An investigation by Insider found 182 high-ranking congressional staffers as having violated the STOCK Act between January 2020 to mid-September 2021.

In the Senate, Sen.Jon Ossoff (D-GA) is reportedly looking to introduce a bill to ban members of Congress and their families from trading stock while members are in office.Ossoff, who defeated former Sen.David Perdue (R) who was embroiled in scandal due to his stock trades during his re-election campaign, put his assets in a blind trust once elected to office in 2021.

A blind trust transfers management of a person’s assets to designated trustees.The asset-owner will have no say in or knowledge of how their assets are being managed for the duration of the agreement.

Sen.Elizabeth Warren (D-MA) has long been a proponent of limiting trading by members, even going so far as extending limitations to federal judges and agency heads.When asked by The Daily Beast if Pelosi is out of step on the issue, Warren said, “Public interest is about serving the public.

Not about increasing your own individual wealth.”

Republican Sen.Josh Hawley on Tuesday responded to McCarthy’s proposal with a tweet simply saying “good idea.”

Some Democratic senators aren’t as ready to commit, but signaled there’s room for discussion.

Sen.John Hickenlooper (D-CO) said he’d want to look deeper at a proposal to put members’ assets in a blind trust, but he doesn’t think “it’s a horrible thing to, you know, try and figure out a way to make things transparent.”

Sen.Cory Booker (D-NJ) told The Daily Beast, “We should not be doing things that have an obvious conflict of interest.

So, I haven’t analyzed the policy specifically, but I have a lot of concerns about the status quo.”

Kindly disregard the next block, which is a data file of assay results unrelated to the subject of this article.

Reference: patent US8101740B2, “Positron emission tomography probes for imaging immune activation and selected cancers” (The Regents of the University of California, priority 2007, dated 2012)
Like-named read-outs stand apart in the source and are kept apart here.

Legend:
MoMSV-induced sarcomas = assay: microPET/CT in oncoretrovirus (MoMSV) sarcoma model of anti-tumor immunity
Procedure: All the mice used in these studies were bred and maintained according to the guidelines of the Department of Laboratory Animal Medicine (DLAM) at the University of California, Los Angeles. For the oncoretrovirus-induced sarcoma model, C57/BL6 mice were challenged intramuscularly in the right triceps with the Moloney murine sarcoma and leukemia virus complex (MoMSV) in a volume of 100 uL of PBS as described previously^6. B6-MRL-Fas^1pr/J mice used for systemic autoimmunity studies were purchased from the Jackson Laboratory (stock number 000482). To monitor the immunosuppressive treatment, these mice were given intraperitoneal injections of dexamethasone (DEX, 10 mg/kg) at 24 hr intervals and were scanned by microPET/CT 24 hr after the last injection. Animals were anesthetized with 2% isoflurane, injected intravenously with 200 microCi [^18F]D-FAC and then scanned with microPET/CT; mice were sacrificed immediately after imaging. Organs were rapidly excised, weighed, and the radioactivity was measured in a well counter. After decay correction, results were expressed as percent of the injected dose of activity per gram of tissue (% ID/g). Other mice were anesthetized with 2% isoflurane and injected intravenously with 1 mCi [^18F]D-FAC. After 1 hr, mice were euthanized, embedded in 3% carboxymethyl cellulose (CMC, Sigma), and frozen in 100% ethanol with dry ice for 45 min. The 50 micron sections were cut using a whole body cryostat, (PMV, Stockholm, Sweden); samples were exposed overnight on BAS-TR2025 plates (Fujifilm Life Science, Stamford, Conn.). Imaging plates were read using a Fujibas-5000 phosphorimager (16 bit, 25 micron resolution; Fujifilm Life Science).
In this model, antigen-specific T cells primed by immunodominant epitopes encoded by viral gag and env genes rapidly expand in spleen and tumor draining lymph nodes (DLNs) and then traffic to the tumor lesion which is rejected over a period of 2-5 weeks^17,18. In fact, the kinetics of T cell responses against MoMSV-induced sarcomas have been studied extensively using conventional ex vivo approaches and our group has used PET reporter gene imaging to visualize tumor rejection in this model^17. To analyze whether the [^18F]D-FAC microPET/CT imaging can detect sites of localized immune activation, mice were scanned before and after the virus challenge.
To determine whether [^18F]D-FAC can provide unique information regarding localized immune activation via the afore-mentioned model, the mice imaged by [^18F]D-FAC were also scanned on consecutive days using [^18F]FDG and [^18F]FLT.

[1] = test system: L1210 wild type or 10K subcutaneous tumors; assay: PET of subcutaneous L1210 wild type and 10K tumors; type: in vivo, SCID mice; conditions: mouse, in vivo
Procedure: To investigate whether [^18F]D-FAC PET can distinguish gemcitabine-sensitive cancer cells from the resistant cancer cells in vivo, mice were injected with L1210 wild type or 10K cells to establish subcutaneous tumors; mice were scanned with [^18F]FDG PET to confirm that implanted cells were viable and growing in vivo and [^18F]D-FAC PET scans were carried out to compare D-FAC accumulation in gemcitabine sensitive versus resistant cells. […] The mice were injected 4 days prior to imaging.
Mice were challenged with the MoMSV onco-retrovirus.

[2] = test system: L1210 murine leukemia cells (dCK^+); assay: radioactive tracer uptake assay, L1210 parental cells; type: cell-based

The renewed hubbub over members’ stock trades comes almost two years after Sens.Richard Burr (R-NC), Dianne Feinstein (D-CA), James Inhoffe (R-OK) and former Sen.Kelly Loeffler (R-GA) came under investigation for their major stock selloffs at the beginning of the coronavirus pandemic.

The senators were all privy to private information on the potential economic fallout of the pandemic, while the public still had limited information on what COVID had in store.

Multiple members of Congress addressed concerns for the future about new bans on trading potentially limiting what sorts of folks would be willing to run for office.Spanberger said, “If that’s a limiting factor for some people who might choose to run for office, I’m okay with that.”

Roy insisted “if you’ve got so many assets, you’ve got 20 million bucks, you can afford a money manager—institutional investor type— to come in and say, ‘I’m going to manage your funds.’”

Hickenlooper said the potential for folks to avoid public service over their market interests is something to factor in.

“You might miss some people who might choose not to serve in the Senate and that might be a loss.We should consider that…” he said, insisting Congress benefits from members with a “cross-section” of backgrounds, including those who’ve dabbled in business.

“But we don’t want to have a system where anybody suspects that an elected official has an unfair advantage in how their property—what they own—is gonna grow,” he said..